Die Freude und der Schmerz.
  Two chambers hath the heart.
  There dwelling,
  Live Joy and Pain apart.
        Hermann Neumann—Das Herz. Trans. by T. W. H. Robinson. Found in Echoes from Kottabos. Another trans. by Ernest Radford—Chambers Twain.
  Yonkers that have hearts of oak at fourscore yeares.
        Old Meg of Herefordshire. (1609).
Oh, the heart is a free and a fetterless thing,—
A wave of the ocean, a bird on the wing.
        Julia Pardoe—The Captive Greek Girl.
The incense of the heart may rise.
        Pierpont—Every Place a Temple.
The heart knoweth his own bitterness.
        Proverbs. XIV. 10.
A merry heart maketh a cheerful countenance.
        Proverbs. XV. 13.
He that is of a merry heart hath a continual feast.
        Proverbs. XV. 15.
  A man’s heart deviseth his way; but the Lord directeth his steps.
        Proverbs. XVI. 9.
He fashioneth their hearts alike.
        Psalms. XXXIII. 15.
  The heart is a small thing, but desireth great matters. It is not sufficient for a kite’s dinner, yet the whole world is not sufficient for it.
        Quarles—Emblems. Bk. I. Hugo de Anima.
This house is to be let for life or years,
Her rent is sorrow, and her income tears;
Cupid, ’t has long stood void; her bills make known,
She must be dearly let, or let alone.
        Quarles—Emblems. Bk. II. Epigram X.
My heart is like a singing bird
  Whose nest is in a water’d shoot;
My heart is like an apple-tree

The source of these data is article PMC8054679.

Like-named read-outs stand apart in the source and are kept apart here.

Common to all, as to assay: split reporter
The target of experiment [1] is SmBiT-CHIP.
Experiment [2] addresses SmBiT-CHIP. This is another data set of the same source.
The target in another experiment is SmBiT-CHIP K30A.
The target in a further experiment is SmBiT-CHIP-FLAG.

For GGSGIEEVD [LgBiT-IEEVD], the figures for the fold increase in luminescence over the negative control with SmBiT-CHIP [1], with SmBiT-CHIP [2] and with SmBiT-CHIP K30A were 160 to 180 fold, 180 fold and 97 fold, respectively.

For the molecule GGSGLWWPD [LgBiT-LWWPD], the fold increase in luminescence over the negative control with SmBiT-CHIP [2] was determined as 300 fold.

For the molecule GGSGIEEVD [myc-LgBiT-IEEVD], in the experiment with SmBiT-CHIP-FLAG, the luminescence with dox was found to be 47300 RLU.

Whose boughs are bent with thick-set fruit;
My heart is like a rainbow shell
  That paddles in a halcyon sea;
My heart is gladder than all these,
  Because my love is come to me.
        Christina G. Rossetti—A Birthday.
Malebranche dirait qu’il n’y a plus une âme:
Nous pensons humblement qu’il reste encor des cœurs.
  Malebranche would have it that not a soul is left; we humbly think that there still are hearts.
        Edmond Rostand—Chantecler. Prélude.
  C’est toujours un mauvais moyen de lire dans le cœur des autres que d’affecter de cacher le sien.
  It is always a poor way of reading the hearts of others to try to conceal our own.
        Rousseau—Confessions. II.
  Nicht Fleisch und Blut; das Herz macht uns zu Vätern und Söhnen.
  It is not flesh and blood but the heart which makes us fathers and sons.
        Schiller—Die Räuber. I. 1.
                Even at this sight
My heart is turn’d to stone: and while ’tis mine,
It shall be stony.
        Henry VI. Pt. II. Act V. Sc. 2. L. 49.
The very firstlings of my heart shall be
The firstlings of my hand.
        Macbeth. Act IV. Sc. 1. L. 147.
  He hath a heart as sound as a bell and his tongue is the clapper, for what his heart thinks his tongue speaks.
        Much Ado About Nothing. Act III. Sc. 2. L. 12.
But I will wear my heart upon my sleeve
For daws to peck at; I am not what I am.
        Othello. Act I. Sc. 1. L. 64.
Worse than a bloody hand is a hard heart.
        Shelley—The Cenci. Act V. Sc. 2.
  My heart, the bird of the wilderness, has found its sky in your eyes.
        Rabindranath Tagore—Gardener. 31.
          Never morning wore
To evening, but some heart did break.
        Tennyson—In Memoriam. Pt. VI. Same idea in Lucretius. II. 579.
L’oreille est le chemin du cœur.
  The ear is the avenue to the heart.
        Voltaire—Réponse au Roi de Prusse.
La bouche obéit mal lorsque le cœur murmure.
  The mouth obeys poorly when the heart murmurs.
        Voltaire—Tancrède. I. 4.
Who, for the poor renown of being smart,
Would leave a sting within a brother’s heart?
        Young—Love of Fame. Satire II. L. 113.
Heaven’s Sovereign saves all beings but himself,
That hideous sight, a naked human heart.
        Young—Night Thoughts. Night III. L. 226.